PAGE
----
I was doing some leisure reading last night and thought I’d share this nice quote by Francis Schaeffer noting the pervasiveness of relativism in our day, but also showing the belief in moral absolutes held even by non-believers are held without sufficient warrant.
If you had lived in Europe, let us say prior to about 1890, or in the United States before about 1935, you would not have had to spend much time, in practice, thinking about your presuppositions…. Before these dates everyone would have been working on much the same presuppositions, which in practice seemed to accord with the Christian’s own presuppositions. This was true both in the area of epistemology and methodology….
Now it may be argued that the non-Christian had no right to act on the presuppositions he acted on. That is true. They were being romantic in accepting optimistic answers without a sufficient base. Nevertheless they went on thinking and acting as if these presuppositions were true.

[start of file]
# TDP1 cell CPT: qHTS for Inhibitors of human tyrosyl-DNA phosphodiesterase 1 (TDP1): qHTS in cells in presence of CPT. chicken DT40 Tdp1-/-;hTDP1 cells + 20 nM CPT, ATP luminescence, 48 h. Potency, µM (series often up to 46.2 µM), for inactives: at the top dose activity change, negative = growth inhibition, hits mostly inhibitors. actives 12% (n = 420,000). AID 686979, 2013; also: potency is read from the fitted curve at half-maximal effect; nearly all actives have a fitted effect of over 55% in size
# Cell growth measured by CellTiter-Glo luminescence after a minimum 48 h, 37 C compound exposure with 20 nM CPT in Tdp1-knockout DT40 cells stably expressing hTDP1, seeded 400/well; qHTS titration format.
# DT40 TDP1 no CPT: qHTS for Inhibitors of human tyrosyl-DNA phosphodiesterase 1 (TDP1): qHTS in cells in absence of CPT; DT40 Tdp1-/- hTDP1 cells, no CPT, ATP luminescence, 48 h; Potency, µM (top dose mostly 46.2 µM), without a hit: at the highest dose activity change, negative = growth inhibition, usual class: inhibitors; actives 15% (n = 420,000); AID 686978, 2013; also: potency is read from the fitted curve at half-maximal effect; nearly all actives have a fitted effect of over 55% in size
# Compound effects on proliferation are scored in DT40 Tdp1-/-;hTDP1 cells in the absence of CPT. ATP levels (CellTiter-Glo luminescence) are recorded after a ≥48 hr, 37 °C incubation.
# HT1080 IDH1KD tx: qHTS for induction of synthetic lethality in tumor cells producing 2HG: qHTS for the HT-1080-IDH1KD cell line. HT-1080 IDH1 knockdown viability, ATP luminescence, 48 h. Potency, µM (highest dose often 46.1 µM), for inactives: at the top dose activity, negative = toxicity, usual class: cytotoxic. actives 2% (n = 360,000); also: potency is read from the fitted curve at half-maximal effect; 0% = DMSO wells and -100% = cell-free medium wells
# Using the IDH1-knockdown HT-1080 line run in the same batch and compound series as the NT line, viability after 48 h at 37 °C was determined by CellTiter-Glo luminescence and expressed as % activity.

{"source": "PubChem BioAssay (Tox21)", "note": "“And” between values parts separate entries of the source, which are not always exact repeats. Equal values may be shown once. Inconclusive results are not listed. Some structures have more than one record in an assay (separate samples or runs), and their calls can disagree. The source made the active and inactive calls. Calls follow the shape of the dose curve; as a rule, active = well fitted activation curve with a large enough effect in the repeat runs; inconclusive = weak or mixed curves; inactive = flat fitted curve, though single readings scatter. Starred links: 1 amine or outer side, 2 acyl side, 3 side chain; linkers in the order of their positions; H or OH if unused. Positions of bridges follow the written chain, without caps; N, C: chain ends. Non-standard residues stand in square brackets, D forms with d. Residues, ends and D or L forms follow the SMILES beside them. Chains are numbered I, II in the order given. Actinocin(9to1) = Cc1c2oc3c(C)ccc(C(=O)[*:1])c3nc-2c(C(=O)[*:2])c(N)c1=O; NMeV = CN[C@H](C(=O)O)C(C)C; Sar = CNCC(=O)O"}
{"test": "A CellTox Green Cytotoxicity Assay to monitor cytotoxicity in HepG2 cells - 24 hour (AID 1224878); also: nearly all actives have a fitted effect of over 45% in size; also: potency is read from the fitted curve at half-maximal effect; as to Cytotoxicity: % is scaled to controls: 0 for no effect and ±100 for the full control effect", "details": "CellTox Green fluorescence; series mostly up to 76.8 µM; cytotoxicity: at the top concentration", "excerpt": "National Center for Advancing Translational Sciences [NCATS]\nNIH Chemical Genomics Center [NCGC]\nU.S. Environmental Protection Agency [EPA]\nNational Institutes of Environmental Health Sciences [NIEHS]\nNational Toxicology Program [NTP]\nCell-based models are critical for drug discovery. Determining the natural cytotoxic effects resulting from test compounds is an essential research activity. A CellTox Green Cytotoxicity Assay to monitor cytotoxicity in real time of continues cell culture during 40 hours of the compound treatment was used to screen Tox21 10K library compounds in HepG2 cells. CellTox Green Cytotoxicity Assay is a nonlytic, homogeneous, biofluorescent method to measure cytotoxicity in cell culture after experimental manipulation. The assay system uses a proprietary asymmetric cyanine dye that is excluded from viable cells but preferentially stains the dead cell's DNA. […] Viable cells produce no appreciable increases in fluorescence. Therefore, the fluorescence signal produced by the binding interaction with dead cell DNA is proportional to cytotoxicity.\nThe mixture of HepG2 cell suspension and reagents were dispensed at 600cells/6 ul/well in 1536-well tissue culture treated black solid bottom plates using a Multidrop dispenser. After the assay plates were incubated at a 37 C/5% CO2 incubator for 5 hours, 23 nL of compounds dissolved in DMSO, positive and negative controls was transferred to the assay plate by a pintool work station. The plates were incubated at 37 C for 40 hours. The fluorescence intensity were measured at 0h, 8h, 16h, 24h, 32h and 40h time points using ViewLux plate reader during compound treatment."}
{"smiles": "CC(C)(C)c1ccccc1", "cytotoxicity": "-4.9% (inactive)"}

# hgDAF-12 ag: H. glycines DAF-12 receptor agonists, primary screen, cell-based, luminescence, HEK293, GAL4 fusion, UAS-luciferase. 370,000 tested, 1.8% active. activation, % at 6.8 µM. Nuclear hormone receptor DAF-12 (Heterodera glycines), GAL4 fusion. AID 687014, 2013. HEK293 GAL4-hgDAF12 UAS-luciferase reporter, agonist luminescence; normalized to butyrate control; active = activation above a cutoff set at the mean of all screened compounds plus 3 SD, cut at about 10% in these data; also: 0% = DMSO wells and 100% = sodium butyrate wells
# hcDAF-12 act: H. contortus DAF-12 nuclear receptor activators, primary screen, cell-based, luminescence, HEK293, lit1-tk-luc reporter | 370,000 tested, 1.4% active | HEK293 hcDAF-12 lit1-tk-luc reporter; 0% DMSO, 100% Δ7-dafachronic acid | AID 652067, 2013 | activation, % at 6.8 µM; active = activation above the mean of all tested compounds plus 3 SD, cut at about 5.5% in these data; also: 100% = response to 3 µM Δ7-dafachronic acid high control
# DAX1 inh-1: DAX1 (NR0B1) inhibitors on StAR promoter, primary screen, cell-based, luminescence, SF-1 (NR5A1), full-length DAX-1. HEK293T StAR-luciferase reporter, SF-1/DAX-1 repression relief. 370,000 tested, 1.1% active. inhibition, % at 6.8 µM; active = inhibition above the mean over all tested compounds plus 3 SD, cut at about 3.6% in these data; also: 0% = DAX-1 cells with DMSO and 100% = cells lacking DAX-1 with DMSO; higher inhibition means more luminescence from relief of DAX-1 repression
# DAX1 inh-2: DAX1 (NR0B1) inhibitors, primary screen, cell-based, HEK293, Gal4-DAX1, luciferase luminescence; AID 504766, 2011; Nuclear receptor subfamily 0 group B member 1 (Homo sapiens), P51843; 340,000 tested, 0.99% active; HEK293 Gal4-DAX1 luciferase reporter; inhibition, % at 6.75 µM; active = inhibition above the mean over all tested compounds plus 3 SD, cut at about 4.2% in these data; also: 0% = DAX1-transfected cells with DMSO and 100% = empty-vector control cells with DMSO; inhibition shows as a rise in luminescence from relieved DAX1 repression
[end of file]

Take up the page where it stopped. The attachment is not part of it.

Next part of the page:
What were these presuppositions? The basic one was that there really are such things as absolutes. They accepted the possibility of an absolute in the area of Being (or knowledge), and in the area of morals. Therefore, because they accepted the possibility of absolutes, though people might have disagreed as to what these were, nevertheless they could reason together on the classical basis of antithesis. They took it for granted that if anything was true, the opposite was false. In morality, if one thing was right, its opposite was wrong. This little formula, “A is A” and “If you have A it is not non-A,” is the first move in classical logic. If you understand the extent to which this no longer holds sway, you will understand our present situation.
Absolutes imply antithesis. The non-Christian went on romantically operating on this basis without a sufficient cause, an adequate base, for doing so.
The God Who is There in The Complete Works of Francis Schaeffer, vol. 1, pgs. 6-7.
Rev. Andrew Compton
Christ Reformed Church (URCNA)